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As a veteran homeschooler, I have often been approached by parents who are wanting to begin homeschooling but feel lost as where to start. I have tried to write a practical article about the very first steps to getting started.
Each year there are more and more parents choosing to homeschool their children. Some parents decide before their children are even born that they will be the ones to educate them and others choose homeschooling after their children have been in the public school system awhile. In either case there are a few simple steps that need to be taken to establish an effective homeschool.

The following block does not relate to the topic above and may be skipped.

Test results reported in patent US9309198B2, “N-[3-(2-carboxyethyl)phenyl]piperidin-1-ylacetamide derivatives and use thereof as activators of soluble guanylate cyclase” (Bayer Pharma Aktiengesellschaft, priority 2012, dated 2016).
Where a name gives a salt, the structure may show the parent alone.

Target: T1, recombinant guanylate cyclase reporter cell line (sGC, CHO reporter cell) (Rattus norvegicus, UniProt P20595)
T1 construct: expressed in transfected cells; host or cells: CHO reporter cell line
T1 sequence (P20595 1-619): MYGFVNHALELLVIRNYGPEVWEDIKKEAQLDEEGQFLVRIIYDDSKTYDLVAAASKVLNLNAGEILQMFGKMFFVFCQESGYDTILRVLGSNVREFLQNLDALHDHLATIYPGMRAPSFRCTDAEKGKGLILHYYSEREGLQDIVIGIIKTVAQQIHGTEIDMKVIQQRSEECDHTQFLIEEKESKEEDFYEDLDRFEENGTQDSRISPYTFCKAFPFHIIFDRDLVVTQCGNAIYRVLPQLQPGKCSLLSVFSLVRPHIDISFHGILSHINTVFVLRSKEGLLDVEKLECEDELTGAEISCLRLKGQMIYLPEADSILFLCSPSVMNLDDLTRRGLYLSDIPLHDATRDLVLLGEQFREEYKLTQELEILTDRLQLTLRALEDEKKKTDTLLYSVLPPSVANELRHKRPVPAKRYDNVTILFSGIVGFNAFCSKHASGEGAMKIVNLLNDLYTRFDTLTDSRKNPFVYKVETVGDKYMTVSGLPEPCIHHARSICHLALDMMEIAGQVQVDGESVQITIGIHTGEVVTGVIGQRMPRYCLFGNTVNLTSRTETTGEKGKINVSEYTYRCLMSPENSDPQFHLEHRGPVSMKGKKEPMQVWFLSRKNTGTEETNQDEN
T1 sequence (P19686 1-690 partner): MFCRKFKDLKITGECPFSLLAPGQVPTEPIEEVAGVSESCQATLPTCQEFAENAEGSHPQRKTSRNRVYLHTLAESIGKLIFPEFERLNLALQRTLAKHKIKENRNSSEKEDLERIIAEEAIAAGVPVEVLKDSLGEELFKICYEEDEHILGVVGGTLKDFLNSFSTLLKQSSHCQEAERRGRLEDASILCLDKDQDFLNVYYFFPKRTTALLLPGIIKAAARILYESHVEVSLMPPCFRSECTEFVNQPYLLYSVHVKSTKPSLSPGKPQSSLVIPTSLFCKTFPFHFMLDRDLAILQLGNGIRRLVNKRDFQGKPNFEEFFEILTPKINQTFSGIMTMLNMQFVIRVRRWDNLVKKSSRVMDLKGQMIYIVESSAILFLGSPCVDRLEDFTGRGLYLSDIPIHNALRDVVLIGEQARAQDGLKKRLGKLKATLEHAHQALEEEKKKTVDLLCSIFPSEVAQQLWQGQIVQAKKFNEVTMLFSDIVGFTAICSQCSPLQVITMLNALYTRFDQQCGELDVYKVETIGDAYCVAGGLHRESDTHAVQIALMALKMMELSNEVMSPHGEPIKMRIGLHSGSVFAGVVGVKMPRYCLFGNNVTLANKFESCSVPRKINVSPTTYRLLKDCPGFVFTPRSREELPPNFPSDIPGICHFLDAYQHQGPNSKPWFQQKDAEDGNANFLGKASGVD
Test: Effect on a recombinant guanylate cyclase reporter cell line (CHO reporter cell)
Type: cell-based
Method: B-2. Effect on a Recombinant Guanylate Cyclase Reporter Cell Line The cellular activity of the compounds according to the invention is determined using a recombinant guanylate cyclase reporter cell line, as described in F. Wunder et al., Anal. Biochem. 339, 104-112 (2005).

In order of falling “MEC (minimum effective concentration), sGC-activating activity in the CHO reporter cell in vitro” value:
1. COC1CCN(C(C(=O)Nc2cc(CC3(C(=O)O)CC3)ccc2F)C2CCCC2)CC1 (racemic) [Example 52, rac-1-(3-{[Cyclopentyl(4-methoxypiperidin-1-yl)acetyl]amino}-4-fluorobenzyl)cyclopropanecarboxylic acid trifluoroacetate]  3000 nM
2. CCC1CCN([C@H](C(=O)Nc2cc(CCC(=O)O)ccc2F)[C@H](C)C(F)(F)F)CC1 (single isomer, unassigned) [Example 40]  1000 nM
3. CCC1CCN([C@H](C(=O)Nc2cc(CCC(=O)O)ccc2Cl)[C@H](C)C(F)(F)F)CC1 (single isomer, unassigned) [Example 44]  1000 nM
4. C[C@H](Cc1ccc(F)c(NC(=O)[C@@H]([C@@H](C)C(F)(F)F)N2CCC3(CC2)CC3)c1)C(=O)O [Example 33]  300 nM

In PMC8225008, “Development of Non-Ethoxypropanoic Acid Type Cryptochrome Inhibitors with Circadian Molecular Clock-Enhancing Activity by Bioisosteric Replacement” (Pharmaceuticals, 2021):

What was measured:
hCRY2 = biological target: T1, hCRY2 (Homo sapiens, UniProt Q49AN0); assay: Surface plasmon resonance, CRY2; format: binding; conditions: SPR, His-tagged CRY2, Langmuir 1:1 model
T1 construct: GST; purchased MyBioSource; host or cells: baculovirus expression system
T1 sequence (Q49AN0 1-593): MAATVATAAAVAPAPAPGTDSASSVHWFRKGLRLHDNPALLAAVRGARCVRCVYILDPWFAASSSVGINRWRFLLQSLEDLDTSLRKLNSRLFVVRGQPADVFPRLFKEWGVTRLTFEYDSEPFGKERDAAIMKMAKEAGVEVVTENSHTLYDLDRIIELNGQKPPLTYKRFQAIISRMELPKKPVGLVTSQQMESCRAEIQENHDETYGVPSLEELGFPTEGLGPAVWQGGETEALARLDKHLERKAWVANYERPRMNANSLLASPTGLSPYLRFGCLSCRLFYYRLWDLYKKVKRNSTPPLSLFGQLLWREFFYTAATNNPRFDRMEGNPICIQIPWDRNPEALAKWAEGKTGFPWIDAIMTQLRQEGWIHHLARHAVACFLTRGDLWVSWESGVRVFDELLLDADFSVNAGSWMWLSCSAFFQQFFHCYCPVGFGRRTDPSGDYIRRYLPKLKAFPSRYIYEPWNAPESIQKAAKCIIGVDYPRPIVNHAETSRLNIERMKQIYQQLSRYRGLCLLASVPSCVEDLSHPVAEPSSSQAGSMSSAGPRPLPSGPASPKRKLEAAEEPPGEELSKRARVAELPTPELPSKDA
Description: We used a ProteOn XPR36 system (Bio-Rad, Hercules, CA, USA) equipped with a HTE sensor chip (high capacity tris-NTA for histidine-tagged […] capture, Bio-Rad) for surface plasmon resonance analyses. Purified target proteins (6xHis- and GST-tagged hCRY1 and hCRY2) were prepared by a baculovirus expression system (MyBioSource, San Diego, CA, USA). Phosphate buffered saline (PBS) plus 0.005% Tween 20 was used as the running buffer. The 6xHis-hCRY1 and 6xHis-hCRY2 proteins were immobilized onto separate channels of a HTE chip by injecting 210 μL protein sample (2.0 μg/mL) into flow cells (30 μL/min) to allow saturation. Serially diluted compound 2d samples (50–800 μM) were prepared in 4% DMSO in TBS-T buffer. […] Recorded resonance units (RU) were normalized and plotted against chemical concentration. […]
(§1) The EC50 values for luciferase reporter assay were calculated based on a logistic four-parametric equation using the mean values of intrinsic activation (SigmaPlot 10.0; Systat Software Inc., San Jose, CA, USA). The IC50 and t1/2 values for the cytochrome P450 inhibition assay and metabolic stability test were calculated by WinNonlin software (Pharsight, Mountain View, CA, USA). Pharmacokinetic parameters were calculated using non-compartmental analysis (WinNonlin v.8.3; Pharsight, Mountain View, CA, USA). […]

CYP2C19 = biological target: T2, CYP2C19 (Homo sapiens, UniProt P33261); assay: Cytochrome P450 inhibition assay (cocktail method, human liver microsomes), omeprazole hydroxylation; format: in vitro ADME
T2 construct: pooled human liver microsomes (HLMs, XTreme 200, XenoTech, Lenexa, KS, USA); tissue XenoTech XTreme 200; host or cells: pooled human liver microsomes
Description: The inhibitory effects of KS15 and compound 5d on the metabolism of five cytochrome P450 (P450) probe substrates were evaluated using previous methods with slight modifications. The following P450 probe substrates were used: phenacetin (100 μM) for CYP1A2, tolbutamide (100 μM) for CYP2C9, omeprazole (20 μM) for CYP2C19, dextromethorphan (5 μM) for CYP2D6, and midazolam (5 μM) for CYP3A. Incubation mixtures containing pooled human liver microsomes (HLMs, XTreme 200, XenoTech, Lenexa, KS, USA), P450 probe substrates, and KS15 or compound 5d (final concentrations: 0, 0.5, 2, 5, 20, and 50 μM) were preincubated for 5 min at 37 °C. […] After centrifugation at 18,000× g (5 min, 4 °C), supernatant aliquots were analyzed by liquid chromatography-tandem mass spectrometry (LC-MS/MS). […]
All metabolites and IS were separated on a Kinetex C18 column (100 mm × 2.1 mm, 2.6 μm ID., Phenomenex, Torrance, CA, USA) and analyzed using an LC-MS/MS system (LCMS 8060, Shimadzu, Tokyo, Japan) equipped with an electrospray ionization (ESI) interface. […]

First, find out if homeschooling is legal in your state. Most states, nowadays allow some form of homeschooling, but some require that the teaching parent be a certified teacher. Other states require that your homeschool curriculum be approved by the state. You can find out about the laws regarding homeschooling in your state by contacting your state board of education. In Missouri, and Colorado, the two states where I have homeschooled, the state did not require the homeschooling parents to be accredited teachers but did mandate that the teacher must be a parent or close relative of the students. There are also requirements regarding records that must be kept and national testing that must be done at regular intervals. If you are removing your children from public school to teach them at home, you will need to notify the public school system of your intent to homeschool and file a withdrawal form.